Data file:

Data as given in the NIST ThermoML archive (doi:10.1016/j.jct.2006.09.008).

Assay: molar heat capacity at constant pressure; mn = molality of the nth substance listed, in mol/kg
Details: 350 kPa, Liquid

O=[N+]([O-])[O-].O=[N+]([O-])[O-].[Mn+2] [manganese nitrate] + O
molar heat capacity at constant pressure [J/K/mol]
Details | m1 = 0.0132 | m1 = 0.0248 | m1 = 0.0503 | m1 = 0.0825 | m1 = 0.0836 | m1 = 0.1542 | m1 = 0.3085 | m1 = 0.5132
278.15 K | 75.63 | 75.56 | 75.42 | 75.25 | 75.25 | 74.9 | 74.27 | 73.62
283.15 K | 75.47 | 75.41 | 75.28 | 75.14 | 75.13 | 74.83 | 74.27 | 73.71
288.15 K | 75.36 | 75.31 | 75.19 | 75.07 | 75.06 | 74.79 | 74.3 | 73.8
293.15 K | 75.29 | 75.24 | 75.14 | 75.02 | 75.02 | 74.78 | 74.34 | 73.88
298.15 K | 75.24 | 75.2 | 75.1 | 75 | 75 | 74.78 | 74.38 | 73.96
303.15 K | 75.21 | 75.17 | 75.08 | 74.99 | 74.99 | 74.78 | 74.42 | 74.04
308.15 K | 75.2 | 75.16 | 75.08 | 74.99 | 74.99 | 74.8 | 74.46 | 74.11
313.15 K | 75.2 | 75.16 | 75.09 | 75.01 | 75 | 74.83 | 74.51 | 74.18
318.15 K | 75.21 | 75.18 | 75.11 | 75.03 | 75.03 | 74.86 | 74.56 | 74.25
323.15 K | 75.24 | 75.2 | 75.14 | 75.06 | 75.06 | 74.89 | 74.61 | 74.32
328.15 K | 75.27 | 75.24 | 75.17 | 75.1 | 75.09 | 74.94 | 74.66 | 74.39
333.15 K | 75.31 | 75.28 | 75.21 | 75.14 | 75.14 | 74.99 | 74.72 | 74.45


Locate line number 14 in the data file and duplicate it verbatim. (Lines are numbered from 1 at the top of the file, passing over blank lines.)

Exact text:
313.15 K | 75.2 | 75.16 | 75.09 | 75.01 | 75 | 74.83 | 74.51 | 74.18